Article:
Websites like Pinkbike and Craigslist are where people usually buy and sell used bikes. Facebook Marketplace is another option that is growing in popularity. On Pinkbike, you can find bikes that are being sold close to you, as well as bikes across the country.

Using Paypal is the best way to go if you must buy without seeing it first, since they offer buyer/seller protection to ensure that both parties get what they want. Craigslist is also a good option if you want to buy locally and put eyes on the bike before you hand over cash.

3. Meet them in person

Do everything possible to meet the seller in person before agreeing to hand over any money. You’ll see the condition of the bike first hand and get a sense of whether or not the seller can be trusted. Run your hands down all of the frame tubes to feel for dents or cracks. You can also consider meeting the seller at a local bike shop to have a professional run a proper inspection.

Not everyone is going to let you take his or her personal bike for a ride down your favorite trail to see if you like it. However, don’t feel bad about asking them to take it for a spin at the nearest parking lot. Bunny hop it, take it off curbs, pedal up curbs, and throw it around the best that the environment will allow you. Sometimes just listening to the bike for loose parts or bad shifting and suspension compression will tell you all you need to know. 

4. Make sure it isn’t stolen

Bikeregister.com and bikeindex.org are useful sites to check for stolen bikes and to register a bike after you've bought one. Ask to look at the serial number and plug it in. If it’s not stolen, the seller should have no problem with this. Trust your gut here. If the seller doesn’t know much about the bike, doesn’t know much about mountain biking or the local trails, and the deal seems too good to be true, then reconsider purchasing from this seller.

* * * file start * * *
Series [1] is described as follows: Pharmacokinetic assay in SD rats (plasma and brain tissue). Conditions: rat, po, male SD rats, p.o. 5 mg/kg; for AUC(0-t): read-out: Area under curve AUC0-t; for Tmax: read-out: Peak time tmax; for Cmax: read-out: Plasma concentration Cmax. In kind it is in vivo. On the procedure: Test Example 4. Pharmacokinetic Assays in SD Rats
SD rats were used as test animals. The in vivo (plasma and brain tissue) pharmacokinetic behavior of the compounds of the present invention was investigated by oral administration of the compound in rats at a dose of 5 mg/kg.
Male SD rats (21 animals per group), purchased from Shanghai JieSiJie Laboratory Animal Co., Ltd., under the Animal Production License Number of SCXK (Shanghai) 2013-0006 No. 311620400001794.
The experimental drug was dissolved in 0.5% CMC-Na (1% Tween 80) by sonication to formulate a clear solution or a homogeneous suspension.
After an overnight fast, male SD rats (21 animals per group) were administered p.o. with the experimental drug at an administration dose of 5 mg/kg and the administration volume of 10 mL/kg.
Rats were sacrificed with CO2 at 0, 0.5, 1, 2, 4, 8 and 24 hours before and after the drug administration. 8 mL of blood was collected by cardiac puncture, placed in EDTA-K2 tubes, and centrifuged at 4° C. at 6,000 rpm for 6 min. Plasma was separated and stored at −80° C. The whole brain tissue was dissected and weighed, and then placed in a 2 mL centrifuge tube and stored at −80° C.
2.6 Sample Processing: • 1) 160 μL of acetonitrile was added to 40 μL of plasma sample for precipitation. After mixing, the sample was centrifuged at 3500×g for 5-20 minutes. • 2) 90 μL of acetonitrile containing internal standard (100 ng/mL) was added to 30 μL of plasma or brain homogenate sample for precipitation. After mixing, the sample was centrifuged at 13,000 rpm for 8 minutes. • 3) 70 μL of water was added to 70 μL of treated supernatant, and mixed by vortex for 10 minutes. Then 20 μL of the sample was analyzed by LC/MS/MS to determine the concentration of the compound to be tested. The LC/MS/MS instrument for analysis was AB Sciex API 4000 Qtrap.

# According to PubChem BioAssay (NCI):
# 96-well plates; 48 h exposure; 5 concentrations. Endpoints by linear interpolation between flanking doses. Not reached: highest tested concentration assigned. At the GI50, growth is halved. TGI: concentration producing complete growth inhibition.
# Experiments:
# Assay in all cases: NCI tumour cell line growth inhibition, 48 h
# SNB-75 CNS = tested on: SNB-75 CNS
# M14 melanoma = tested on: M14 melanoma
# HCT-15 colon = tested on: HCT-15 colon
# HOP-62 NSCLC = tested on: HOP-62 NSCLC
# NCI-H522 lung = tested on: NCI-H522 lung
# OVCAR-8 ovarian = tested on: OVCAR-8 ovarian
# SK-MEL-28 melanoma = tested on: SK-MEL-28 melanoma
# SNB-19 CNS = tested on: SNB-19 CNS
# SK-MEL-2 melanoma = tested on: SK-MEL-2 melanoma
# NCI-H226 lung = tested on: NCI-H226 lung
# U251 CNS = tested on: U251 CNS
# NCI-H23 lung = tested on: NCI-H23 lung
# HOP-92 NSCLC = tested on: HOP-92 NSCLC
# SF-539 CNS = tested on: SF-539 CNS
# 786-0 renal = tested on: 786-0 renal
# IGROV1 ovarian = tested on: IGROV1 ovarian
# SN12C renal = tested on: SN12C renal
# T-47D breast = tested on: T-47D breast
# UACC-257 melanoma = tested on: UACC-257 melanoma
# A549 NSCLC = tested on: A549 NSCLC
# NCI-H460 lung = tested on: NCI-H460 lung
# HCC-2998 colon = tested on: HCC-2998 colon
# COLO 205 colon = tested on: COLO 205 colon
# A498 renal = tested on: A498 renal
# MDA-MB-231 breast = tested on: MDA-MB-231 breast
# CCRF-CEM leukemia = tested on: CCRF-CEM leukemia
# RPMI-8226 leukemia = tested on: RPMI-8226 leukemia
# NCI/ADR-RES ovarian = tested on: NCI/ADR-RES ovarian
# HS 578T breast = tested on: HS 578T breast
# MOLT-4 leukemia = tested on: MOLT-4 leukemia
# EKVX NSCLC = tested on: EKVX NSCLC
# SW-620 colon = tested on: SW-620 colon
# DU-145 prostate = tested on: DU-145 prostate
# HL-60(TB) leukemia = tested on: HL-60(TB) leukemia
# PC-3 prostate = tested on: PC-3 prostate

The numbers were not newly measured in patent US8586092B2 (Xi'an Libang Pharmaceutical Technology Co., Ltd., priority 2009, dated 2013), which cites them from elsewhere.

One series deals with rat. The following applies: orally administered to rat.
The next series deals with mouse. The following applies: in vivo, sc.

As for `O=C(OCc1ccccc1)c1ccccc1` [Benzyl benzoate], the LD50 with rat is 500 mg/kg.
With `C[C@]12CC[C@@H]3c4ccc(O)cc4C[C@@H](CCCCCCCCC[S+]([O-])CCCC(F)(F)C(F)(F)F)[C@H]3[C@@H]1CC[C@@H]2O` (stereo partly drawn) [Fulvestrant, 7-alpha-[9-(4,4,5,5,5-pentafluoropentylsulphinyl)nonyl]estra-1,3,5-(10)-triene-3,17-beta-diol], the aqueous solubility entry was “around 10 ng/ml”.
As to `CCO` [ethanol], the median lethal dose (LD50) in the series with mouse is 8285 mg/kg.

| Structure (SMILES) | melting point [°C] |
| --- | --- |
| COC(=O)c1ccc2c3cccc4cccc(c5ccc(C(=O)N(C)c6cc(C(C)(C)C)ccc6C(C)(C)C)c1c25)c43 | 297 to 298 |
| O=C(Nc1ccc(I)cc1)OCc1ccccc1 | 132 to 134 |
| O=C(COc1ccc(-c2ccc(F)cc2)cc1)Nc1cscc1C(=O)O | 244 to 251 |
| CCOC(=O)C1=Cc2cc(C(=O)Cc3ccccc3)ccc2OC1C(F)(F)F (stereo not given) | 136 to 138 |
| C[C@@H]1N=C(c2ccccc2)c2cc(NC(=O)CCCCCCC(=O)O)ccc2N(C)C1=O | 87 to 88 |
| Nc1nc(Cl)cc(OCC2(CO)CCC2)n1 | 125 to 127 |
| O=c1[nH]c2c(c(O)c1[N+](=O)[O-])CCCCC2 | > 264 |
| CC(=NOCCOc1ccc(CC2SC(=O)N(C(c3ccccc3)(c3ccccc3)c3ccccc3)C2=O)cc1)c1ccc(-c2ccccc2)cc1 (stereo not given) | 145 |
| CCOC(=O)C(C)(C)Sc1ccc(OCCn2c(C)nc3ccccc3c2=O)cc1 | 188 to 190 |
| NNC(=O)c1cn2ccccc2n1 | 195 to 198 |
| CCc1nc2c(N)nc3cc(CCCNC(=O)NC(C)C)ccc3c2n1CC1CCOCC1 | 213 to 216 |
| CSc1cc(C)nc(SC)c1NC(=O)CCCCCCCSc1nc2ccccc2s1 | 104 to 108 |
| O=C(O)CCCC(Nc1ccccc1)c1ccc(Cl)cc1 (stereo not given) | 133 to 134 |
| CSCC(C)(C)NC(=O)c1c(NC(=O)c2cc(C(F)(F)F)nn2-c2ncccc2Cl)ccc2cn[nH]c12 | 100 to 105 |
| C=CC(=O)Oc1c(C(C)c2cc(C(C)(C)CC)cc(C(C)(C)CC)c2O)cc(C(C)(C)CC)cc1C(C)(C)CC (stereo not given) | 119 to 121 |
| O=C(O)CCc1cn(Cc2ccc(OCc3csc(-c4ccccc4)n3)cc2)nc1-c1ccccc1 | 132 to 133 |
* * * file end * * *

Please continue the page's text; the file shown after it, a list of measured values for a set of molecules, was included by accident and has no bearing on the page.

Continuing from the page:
5. What needs to be serviced? 

Depending on how old the bike is, it may need some love. Ask the seller what’s been recently serviced. Are the pivot bearings on the frame in good shape? Take off the rear shock and move the suspension linkage through its travel, and listen for grinding in the bearings. Are the wheels true, and the spokes tight? Is it shifting correctly? Drive trains may look fine and shift well enough to seem ok, but if the chain is stretched and the cassette teeth worn, they can add up to be expensive replacements. Check the handlebars for bends or cracks and see if the derailleur needs a tune also.

There’s a lot to get wrong when you're looking for a used bike, but if you know what to look for, a great deal on a sweet bike will outweigh all of it. Do your research, be savvy, and make an offer. You’ll be glad you did.

Author Bio

Pat Stewart is a content marketer for MTBV.com. Mountain Bike Vacations was developed by a team of mountain bike enthusiasts to share their insights on how others can make the most of their mountain bike adventures. For more, you can follow them on Facebook and Instagram. Getting ready for your next mountain bike adventure? Come read about our favorite mountain bike destinations!